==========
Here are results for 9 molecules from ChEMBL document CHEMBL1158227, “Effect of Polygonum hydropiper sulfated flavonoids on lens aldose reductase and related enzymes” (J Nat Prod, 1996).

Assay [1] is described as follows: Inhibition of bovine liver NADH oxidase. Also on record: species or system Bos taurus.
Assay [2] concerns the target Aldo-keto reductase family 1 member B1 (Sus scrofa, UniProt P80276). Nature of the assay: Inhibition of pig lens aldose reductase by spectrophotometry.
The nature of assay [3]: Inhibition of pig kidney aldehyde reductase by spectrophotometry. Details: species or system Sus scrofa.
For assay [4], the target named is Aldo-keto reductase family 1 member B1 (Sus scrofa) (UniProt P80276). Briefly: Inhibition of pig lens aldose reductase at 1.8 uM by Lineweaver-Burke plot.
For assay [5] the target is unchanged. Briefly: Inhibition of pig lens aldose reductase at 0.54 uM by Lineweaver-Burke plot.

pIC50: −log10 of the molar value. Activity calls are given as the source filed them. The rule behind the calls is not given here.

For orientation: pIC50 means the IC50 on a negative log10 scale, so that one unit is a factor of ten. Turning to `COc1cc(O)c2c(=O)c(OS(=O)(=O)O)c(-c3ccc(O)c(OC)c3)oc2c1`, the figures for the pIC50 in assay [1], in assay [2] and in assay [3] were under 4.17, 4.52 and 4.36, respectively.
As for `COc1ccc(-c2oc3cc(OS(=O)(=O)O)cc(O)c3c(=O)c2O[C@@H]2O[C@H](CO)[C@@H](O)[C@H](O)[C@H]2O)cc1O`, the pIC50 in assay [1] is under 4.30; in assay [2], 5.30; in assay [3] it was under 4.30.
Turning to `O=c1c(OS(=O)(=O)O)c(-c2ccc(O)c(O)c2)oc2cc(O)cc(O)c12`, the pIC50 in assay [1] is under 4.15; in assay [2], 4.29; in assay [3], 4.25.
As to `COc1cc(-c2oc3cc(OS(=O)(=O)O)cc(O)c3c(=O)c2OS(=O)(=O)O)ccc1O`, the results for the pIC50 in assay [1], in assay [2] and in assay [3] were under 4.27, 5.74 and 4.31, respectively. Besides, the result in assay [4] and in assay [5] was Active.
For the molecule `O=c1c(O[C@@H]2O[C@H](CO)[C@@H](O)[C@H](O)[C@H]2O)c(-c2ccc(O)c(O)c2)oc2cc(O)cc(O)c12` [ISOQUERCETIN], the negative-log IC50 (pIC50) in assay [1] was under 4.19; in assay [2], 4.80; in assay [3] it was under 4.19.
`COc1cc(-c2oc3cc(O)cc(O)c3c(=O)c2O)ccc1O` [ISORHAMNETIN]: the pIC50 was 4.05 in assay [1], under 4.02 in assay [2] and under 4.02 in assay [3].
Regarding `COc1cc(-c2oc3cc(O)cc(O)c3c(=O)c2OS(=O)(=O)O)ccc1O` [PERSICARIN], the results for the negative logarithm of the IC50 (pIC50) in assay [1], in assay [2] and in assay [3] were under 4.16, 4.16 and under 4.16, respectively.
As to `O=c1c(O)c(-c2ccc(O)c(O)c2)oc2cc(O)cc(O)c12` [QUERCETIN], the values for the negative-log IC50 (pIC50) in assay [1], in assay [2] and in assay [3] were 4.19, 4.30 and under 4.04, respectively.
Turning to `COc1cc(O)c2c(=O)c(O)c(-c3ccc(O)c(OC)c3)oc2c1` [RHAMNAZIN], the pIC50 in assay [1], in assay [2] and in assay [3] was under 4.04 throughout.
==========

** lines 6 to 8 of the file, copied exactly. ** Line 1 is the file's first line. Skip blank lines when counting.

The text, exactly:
For assay [5] the target is unchanged. Briefly: Inhibition of pig lens aldose reductase at 0.54 uM by Lineweaver-Burke plot.

pIC50: −log10 of the molar value. Activity calls are given as the source filed them. The rule behind the calls is not given here.

For orientation: pIC50 means the IC50 on a negative log10 scale, so that one unit is a factor of ten. Turning to `COc1cc(O)c2c(=O)c(OS(=O)(=O)O)c(-c3ccc(O)c(OC)c3)oc2c1`, the figures for the pIC50 in assay [1], in assay [2] and in assay [3] were under 4.17, 4.52 and 4.36, respectively.